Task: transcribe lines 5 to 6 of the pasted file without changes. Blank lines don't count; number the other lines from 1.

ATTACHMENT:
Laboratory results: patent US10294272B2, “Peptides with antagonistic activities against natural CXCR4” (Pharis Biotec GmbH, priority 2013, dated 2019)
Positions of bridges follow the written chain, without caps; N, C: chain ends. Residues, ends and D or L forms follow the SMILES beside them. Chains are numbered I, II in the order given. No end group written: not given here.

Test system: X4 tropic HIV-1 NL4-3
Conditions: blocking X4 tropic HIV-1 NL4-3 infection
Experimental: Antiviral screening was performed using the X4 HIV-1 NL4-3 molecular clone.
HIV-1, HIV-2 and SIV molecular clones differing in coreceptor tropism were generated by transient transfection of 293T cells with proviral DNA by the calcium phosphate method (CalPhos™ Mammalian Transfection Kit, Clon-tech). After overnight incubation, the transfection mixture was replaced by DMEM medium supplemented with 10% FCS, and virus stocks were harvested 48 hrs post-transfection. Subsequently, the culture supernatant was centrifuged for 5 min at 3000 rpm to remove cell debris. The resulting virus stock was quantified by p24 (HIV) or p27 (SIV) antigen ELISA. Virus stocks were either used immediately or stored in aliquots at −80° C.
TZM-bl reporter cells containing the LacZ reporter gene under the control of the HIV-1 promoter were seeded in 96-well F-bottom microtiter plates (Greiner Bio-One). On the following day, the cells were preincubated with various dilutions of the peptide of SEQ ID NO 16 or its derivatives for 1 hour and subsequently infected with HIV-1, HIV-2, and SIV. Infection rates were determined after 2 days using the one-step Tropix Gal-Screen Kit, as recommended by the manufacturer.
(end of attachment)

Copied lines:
Experimental: Antiviral screening was performed using the X4 HIV-1 NL4-3 molecular clone.
HIV-1, HIV-2 and SIV molecular clones differing in coreceptor tropism were generated by transient transfection of 293T cells with proviral DNA by the calcium phosphate method (CalPhos™ Mammalian Transfection Kit, Clon-tech). After overnight incubation, the transfection mixture was replaced by DMEM medium supplemented with 10% FCS, and virus stocks were harvested 48 hrs post-transfection. Subsequently, the culture supernatant was centrifuged for 5 min at 3000 rpm to remove cell debris. The resulting virus stock was quantified by p24 (HIV) or p27 (SIV) antigen ELISA. Virus stocks were either used immediately or stored in aliquots at −80° C.